State ends bailouts for Kenya Airways to pave way for restructuring

By Business Daily Africa

Kenya Airways (KQ) is among several State entities that the Treasury has denied funding in the financial year starting July 1, to pave the way for restructuring.

Treasury PS Chris Kiptoo told Parliament that KQ, as is known by its international code, has not received any bailout in the financial year 2023/24.

“We have cut funding for KQ, which received a substantial bailout in the last and the current budgets,” Kiptoo said.

“We have prepared a Cabinet memorandum on the turnaround strategy of Kenya Airways that is currently before the subcommittee of the Cabinet. The memorandum will be tabled in the full Cabinet next week.”

Dr Kiptoo told the National Assembly’s Finance and Planning committee that the Treasury has prepared several options to rescue the struggling national carrier.

“Do we do away with KQ? Do we restructure it? Or bring in a strategic investor? These are some of the questions that we are seeking answers to. If the Cabinet makes a decision, we will go by any of the options on the table,” said Dr Kiptoo.

Appearing before the committee to defend the Treasury 2023/24 budget, Dr Kiptoo disclosed that the vote on Budget Formulation, Coordination and Management had been increased by Sh2.5 billion mainly on account of “a drop in government investments e.g. in KQ.”

He said KQ received a Sh36 billion bailout in the 2021/22 financial year and Sh20 billion in the current financial year, which was scaled down to Sh10 billion in the Supplementary Budget in April.

“I confirm here that there is no allocation for KQ in the 2023/24 financial year,” Dr Kiptoo said in response to questions filed by committee chairman Kuria Kimani who demanded to know why the government had decided to drop some of its investments in corporations such as KQ.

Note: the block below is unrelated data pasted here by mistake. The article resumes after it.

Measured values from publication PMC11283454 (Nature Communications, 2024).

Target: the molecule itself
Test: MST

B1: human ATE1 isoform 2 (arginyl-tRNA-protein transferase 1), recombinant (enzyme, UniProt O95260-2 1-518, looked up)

He sought to know the exact amount of funding that the Treasury had effected on support to Kenya Airways and the alternative for funding the airline.

Dr Kiptoo said the government guaranteed KQ $75 million which has to be budgeted to repay the loans.

“We are continuing to pay the debt but we have presented a proposal to the Cabinet to improve the balance sheet of KQ. We are also looking at the area of leasing of aircraft. That is an area that we feel there is money we are losing,” Dr Kiptoo said.

“We want to bring KQ to where it was in the year 2001 to 2011 where it did great until Project Mawingu came in and things went wrong.”

Dr Kiptoo said minus the debt, KQ is doing well currently and if supported, it will return to profitability.

KQ’s net loss more than doubled to hit a record Sh38.26 billion in the financial year ended December due to a rise in financing costs after the government took over servicing one of the dollar-denominated loans.

The net loss grew 1.4 times from Sh15.87 billion posted in 2021, taking the national carrier’s accumulated loss to Sh172.68 billion.

In March, the board announced that the airline is on course to hit break-even point this year and profitability by 2024 —something it has not done since 2012 when it closed with net earnings at Sh1.66 billion.

KQ had seen a rise in total income from Sh70.22 billion to Sh116.87 billion but suffered a net loss increase majorly due to a Sh18 billion finance cost that was passed through the income statement after the State took over the servicing of one of the dollar-denominated loans.

Costs grew from Sh86.4 billion to Sh155 billion, mainly driven by fuel prices, which increased by 160 percent or Sh26.91 billion. Other direct operating costs increased by Sh12.4 billion due to increased capacity.

The State last year took over the $525 million debt it had guaranteed KQ after the airline defaulted on payment.